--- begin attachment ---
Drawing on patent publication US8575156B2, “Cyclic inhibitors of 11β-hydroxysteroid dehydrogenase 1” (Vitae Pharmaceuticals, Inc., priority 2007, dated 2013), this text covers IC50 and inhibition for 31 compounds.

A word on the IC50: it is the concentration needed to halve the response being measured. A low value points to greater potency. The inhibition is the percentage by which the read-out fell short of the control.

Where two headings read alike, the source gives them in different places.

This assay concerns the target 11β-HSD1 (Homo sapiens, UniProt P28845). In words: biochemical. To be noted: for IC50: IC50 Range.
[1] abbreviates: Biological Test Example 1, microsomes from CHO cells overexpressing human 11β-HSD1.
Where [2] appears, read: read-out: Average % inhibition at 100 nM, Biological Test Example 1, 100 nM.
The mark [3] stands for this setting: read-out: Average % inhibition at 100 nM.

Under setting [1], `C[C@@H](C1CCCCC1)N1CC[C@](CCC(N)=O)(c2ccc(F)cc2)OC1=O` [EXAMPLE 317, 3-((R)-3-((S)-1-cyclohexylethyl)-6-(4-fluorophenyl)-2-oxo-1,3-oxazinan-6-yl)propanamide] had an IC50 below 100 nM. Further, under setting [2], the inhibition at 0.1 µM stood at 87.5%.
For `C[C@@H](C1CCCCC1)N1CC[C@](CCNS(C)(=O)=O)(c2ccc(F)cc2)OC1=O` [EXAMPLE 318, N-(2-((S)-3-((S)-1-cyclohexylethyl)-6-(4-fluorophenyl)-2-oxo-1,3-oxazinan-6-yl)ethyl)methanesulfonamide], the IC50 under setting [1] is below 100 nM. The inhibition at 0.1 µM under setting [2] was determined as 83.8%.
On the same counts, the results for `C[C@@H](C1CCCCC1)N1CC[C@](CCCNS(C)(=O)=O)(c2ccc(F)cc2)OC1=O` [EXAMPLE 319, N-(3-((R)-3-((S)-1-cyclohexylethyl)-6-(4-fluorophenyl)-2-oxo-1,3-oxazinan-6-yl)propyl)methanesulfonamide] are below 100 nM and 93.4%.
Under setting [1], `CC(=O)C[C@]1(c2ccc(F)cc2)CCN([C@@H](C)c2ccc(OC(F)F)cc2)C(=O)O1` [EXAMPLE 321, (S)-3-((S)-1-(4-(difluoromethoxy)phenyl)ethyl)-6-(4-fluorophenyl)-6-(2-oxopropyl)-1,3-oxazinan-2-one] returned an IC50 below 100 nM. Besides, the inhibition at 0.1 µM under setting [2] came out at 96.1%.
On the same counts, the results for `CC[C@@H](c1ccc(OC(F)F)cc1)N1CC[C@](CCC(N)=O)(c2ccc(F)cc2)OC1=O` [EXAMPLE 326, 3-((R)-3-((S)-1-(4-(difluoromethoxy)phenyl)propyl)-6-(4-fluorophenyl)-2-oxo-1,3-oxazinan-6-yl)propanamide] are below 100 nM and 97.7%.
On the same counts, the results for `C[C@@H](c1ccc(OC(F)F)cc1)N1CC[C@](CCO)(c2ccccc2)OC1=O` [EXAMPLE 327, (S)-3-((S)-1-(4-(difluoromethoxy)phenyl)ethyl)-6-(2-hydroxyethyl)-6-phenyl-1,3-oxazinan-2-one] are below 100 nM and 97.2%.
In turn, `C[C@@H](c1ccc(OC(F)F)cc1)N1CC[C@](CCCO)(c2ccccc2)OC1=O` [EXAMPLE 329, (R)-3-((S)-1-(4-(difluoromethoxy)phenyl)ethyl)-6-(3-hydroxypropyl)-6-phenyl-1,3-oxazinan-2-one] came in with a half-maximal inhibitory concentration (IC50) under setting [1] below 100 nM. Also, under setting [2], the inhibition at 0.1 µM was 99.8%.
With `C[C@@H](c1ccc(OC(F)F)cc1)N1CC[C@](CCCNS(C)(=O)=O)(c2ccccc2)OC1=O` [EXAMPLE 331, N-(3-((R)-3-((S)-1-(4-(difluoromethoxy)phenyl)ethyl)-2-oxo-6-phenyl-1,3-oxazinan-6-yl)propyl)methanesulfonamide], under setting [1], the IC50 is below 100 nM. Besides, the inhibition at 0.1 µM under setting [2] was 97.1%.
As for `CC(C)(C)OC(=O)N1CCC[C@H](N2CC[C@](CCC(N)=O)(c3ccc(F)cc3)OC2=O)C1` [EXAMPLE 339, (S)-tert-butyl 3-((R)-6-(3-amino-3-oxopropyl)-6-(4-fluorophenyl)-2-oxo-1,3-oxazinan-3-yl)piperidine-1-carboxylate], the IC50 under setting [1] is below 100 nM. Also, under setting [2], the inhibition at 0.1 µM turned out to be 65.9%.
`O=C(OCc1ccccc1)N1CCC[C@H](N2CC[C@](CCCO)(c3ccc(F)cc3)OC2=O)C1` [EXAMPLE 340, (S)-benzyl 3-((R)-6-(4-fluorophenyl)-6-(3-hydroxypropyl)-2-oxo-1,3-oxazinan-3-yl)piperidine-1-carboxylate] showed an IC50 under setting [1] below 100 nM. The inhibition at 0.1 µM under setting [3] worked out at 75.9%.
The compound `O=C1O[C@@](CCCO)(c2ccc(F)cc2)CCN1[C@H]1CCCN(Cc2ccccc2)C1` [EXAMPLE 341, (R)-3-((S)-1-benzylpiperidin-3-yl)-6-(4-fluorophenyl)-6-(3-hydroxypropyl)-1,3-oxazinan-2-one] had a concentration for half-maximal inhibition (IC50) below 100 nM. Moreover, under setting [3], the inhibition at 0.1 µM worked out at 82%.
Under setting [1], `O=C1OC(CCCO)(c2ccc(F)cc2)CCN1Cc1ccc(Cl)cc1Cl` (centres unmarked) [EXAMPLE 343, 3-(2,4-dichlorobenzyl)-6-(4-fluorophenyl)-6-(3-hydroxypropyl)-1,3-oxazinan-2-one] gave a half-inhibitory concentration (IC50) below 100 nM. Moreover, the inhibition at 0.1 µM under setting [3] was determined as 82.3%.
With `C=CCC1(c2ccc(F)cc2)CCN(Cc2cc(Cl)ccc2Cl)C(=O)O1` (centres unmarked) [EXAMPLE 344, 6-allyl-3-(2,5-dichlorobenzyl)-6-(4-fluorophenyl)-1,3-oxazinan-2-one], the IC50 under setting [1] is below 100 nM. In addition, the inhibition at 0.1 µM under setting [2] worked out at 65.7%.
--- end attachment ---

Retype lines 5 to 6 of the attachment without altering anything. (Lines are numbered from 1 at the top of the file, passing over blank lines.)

[1] abbreviates: Biological Test Example 1, microsomes from CHO cells overexpressing human 11β-HSD1.
Where [2] appears, read: read-out: Average % inhibition at 100 nM, Biological Test Example 1, 100 nM.